After four years in League Two, Pompey have finally guaranteed promotion to League One. The all-important match against Notts County was not the most spectacular to watch, but the celebrations certainly were. Pompey needed to beat their opponents as well as for Luton to fail to beat Mansfield in order to guarantee promotion, and they will be delighted that they managed to get over the line with three matches still to play. Luton drew 1-1 with the Stags and Pompey got past County with a 3-1 victory to take the first steps of Pompey’s return to Championship level.
Gareth Evans’ first half penalty put Pompey 1-0 up at half-time, before Jorge Grant scored a well taken goal to equalise for County. With Luton and Mansfield level, the Blues knew that they only needed to get a winning goal in order to make their pace in the top three safe, but the game had gone quiet and neither side looked like scoring. However, the goal eventually came through substitute Jamal Lowe, who cut inside from the left and curled the ball past Adam Collin into the bottom corner with 13 minutes remaining. The ex-Hampton & Richmond Borough man then confirmed promotion when he was found by a quick free kick by Michael Doyle and chipped the ball over the goalkeeper to write himself into Pompey folklore.
As the full-time whistle sounded the 4,500 travelling supporters rushed onto the pitch to celebrate with the players and celebrations continued long into the night and, most probably, the next couple of days. While some might say that earning promotion is nothing special; simply fulfilling the pre-season expectations, Pompey fans would argue that it means far more than that. Just over four years ago there was a chance that Portsmouth FC would cease to exist and that they would have to restart right from the bottom of the English football pyramid, but the hard work of a number of people behind the scenes, as well as thousands of supporters opening their wallets to buy shares, allowed the Pompey Supporters’ Trust to take over the club and retain their Football League status. Since then, although the blues have avoided dropping out of League Two, those fans had had little in the way of concrete rewards to show for their devotion until yesterday, when they could finally have something to show for their achievements and know that they had been a tangible part of their club’s success.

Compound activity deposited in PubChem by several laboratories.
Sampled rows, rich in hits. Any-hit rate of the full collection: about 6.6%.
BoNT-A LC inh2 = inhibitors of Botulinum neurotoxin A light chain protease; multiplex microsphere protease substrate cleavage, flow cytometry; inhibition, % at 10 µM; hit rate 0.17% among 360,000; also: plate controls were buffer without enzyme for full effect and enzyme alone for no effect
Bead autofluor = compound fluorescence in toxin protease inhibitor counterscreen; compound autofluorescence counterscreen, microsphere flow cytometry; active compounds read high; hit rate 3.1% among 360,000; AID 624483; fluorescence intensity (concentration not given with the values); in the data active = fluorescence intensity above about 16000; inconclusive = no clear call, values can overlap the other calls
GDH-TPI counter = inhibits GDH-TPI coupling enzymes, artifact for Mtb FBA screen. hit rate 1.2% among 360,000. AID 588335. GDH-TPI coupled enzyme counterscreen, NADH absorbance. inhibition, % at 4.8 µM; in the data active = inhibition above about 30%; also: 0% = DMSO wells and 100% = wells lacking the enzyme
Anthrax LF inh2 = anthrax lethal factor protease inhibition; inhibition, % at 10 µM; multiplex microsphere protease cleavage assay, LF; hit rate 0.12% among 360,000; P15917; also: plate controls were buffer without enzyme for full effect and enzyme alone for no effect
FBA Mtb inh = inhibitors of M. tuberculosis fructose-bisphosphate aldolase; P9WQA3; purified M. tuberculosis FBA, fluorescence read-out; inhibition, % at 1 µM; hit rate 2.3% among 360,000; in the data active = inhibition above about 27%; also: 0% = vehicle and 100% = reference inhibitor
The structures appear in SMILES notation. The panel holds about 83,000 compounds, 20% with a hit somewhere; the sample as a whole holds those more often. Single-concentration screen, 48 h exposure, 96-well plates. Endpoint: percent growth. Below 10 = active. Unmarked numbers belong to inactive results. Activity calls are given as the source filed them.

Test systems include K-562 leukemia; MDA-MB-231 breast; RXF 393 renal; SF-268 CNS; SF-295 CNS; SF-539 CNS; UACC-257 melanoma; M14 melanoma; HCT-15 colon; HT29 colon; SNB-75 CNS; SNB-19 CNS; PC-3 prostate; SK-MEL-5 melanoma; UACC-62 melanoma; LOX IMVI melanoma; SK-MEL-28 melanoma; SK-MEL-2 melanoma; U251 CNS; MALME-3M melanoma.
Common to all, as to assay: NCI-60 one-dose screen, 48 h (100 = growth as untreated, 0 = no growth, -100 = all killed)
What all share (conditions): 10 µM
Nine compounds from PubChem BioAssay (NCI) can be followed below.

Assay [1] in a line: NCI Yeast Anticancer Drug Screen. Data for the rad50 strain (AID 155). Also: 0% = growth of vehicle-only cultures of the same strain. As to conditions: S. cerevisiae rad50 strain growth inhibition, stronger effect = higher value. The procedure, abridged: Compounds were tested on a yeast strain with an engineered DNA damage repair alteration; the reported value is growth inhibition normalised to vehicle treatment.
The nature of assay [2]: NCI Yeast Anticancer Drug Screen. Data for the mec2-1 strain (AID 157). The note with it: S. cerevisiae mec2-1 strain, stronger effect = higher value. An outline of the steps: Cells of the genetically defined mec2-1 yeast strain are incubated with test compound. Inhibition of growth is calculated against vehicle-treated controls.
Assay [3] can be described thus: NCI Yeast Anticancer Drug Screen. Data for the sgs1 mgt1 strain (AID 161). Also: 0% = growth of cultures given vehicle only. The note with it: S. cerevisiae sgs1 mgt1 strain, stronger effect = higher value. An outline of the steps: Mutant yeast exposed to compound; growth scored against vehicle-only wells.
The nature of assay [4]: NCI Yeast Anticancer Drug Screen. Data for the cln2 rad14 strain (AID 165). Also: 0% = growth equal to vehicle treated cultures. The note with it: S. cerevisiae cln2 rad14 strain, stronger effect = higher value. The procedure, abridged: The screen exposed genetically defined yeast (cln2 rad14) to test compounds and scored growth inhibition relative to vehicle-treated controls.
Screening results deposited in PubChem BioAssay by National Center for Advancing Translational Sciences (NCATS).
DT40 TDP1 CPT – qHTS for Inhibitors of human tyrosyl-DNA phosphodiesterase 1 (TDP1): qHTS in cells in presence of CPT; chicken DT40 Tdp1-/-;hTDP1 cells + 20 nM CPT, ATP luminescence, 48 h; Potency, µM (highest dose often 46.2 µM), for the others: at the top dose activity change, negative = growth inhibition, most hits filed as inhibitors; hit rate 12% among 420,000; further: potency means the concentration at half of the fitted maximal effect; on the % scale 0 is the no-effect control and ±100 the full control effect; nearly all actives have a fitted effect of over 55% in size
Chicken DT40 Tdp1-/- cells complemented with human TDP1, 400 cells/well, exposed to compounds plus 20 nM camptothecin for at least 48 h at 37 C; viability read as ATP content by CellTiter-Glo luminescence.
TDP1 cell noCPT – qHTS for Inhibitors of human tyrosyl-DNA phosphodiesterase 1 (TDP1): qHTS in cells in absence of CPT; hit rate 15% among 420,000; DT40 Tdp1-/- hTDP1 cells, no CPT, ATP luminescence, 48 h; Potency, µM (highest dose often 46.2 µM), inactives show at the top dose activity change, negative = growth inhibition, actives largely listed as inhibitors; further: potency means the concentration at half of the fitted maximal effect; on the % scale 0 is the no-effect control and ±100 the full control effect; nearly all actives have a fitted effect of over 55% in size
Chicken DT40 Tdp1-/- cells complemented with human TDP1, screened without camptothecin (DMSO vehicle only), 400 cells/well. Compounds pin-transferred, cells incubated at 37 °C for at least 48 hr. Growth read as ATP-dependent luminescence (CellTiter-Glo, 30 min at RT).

Pompey were prevented a taste of success this time a year ago when they were cruelly dumped out of the play-off semi-final at the hands of Plymouth Argyle, but they finally brought their four year wait to an end, and celebrated accordingly. While it is true that Pompey have one of, if not the single, highest budgets in the league, promotion was far from a foregone conclusion this season. Defeats to Crewe, Morecambe and Blackpool stick in the mind as moments when it did not look as if the Blues would get over the line, while there have constantly been sections of the Fratton Park crowd who have insisted that Paul Cook was not the right man to lead Pompey back up the leagues. The fact that the team have managed to secure success despite the vast amount of pressure they were under and despite not necessarily having all the fans on board all of the time is testament to the strength shown by the manager and his squad. Among those players, there are several great stories which cannot help but make me feel as if the promotion was completely deserved.
The most prominent of these is that of Kal Naismith, who found himself on the transfer list in the summer, having been told he could leave for nothing and being forced to train with the youth team. He had been described as toxic in the dressing room last season and Paul Cook clearly felt he could not trust the ex-Rangers man to do a job after last season. However, Naismith knuckled down and forced his way back into the manager’s plans, playing a key part in the final push for promotion. He is currently the joint leading goalscorer at the club and has also contributed numerous assists to the team over the season, including setting up both Lowe and Evans’ goals against Notts County. Another success story is Jamal Lowe, who was signed in January from Hampton & Richmond Borough in the National League South. Lowe had not played professional football since he was released from Barnet’s academy, and last season he was playing in the seventh division of English football. However, after a prolific season he – and teammate, Nicke Kabamba – both secured moves to Fratton Park where, after a lengthy wait for a goal, Lowe has become an important member of the squad. He will forever be remembered at Portsmouth for scoring the two vital goals which completed Pompey’s escape from League Two, and is now a firm favourite with the Fratton faithful.